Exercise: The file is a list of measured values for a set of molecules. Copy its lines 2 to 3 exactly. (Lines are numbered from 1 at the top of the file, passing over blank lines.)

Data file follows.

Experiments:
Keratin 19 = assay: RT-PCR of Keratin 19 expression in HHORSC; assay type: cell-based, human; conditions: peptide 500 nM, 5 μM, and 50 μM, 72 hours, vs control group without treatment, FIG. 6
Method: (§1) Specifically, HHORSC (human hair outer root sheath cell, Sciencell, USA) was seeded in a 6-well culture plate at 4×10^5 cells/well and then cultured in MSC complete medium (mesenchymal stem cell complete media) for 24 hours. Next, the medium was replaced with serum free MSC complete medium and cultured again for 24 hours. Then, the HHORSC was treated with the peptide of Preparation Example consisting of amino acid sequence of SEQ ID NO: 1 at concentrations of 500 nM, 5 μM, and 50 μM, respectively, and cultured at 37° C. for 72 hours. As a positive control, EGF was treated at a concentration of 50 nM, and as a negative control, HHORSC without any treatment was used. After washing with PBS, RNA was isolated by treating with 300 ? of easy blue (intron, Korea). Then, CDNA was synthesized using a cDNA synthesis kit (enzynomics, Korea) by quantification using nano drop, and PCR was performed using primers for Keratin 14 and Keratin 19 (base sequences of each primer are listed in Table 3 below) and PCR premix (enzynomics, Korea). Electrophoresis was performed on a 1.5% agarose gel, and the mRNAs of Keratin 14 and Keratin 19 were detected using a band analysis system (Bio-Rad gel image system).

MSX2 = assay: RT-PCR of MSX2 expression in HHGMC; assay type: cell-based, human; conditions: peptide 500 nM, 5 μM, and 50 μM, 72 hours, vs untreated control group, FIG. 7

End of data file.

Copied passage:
Keratin 19 = assay: RT-PCR of Keratin 19 expression in HHORSC; assay type: cell-based, human; conditions: peptide 500 nM, 5 μM, and 50 μM, 72 hours, vs control group without treatment, FIG. 6
Method: (§1) Specifically, HHORSC (human hair outer root sheath cell, Sciencell, USA) was seeded in a 6-well culture plate at 4×10^5 cells/well and then cultured in MSC complete medium (mesenchymal stem cell complete media) for 24 hours. Next, the medium was replaced with serum free MSC complete medium and cultured again for 24 hours. Then, the HHORSC was treated with the peptide of Preparation Example consisting of amino acid sequence of SEQ ID NO: 1 at concentrations of 500 nM, 5 μM, and 50 μM, respectively, and cultured at 37° C. for 72 hours. As a positive control, EGF was treated at a concentration of 50 nM, and as a negative control, HHORSC without any treatment was used. After washing with PBS, RNA was isolated by treating with 300 ? of easy blue (intron, Korea). Then, CDNA was synthesized using a cDNA synthesis kit (enzynomics, Korea) by quantification using nano drop, and PCR was performed using primers for Keratin 14 and Keratin 19 (base sequences of each primer are listed in Table 3 below) and PCR premix (enzynomics, Korea). Electrophoresis was performed on a 1.5% agarose gel, and the mRNAs of Keratin 14 and Keratin 19 were detected using a band analysis system (Bio-Rad gel image system).